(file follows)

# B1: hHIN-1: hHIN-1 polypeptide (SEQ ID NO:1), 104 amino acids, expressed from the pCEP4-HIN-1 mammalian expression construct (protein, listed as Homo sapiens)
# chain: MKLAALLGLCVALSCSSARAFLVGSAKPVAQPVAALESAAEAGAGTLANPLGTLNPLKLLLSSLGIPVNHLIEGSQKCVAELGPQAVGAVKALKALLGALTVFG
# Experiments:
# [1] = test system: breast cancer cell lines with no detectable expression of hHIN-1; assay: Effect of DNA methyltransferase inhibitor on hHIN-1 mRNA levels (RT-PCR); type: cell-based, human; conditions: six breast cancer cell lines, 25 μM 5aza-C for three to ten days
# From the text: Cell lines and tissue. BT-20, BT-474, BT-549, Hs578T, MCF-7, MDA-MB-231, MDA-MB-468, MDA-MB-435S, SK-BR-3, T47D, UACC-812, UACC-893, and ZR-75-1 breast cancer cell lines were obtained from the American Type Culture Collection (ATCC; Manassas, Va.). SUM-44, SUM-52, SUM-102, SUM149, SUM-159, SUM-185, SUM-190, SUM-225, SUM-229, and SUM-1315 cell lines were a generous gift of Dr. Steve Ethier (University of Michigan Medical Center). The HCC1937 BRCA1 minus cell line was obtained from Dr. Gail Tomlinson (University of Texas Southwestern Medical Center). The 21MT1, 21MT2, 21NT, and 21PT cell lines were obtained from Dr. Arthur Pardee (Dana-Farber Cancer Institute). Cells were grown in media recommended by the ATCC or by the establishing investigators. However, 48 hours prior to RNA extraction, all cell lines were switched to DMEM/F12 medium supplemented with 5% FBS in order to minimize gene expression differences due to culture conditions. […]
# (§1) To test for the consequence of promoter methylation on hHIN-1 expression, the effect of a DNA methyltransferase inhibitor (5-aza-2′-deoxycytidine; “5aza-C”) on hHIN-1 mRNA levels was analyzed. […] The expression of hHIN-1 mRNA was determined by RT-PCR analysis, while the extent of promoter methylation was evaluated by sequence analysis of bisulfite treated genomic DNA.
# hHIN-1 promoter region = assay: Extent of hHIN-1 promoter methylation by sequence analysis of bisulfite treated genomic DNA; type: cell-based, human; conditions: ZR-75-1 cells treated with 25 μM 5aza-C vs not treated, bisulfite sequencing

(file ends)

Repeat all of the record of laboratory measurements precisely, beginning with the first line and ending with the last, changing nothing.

# B1: hHIN-1: hHIN-1 polypeptide (SEQ ID NO:1), 104 amino acids, expressed from the pCEP4-HIN-1 mammalian expression construct (protein, listed as Homo sapiens)
# chain: MKLAALLGLCVALSCSSARAFLVGSAKPVAQPVAALESAAEAGAGTLANPLGTLNPLKLLLSSLGIPVNHLIEGSQKCVAELGPQAVGAVKALKALLGALTVFG
# Experiments:
# [1] = test system: breast cancer cell lines with no detectable expression of hHIN-1; assay: Effect of DNA methyltransferase inhibitor on hHIN-1 mRNA levels (RT-PCR); type: cell-based, human; conditions: six breast cancer cell lines, 25 μM 5aza-C for three to ten days
# From the text: Cell lines and tissue. BT-20, BT-474, BT-549, Hs578T, MCF-7, MDA-MB-231, MDA-MB-468, MDA-MB-435S, SK-BR-3, T47D, UACC-812, UACC-893, and ZR-75-1 breast cancer cell lines were obtained from the American Type Culture Collection (ATCC; Manassas, Va.). SUM-44, SUM-52, SUM-102, SUM149, SUM-159, SUM-185, SUM-190, SUM-225, SUM-229, and SUM-1315 cell lines were a generous gift of Dr. Steve Ethier (University of Michigan Medical Center). The HCC1937 BRCA1 minus cell line was obtained from Dr. Gail Tomlinson (University of Texas Southwestern Medical Center). The 21MT1, 21MT2, 21NT, and 21PT cell lines were obtained from Dr. Arthur Pardee (Dana-Farber Cancer Institute). Cells were grown in media recommended by the ATCC or by the establishing investigators. However, 48 hours prior to RNA extraction, all cell lines were switched to DMEM/F12 medium supplemented with 5% FBS in order to minimize gene expression differences due to culture conditions. […]
# (§1) To test for the consequence of promoter methylation on hHIN-1 expression, the effect of a DNA methyltransferase inhibitor (5-aza-2′-deoxycytidine; “5aza-C”) on hHIN-1 mRNA levels was analyzed. […] The expression of hHIN-1 mRNA was determined by RT-PCR analysis, while the extent of promoter methylation was evaluated by sequence analysis of bisulfite treated genomic DNA.
# hHIN-1 promoter region = assay: Extent of hHIN-1 promoter methylation by sequence analysis of bisulfite treated genomic DNA; type: cell-based, human; conditions: ZR-75-1 cells treated with 25 μM 5aza-C vs not treated, bisulfite sequencing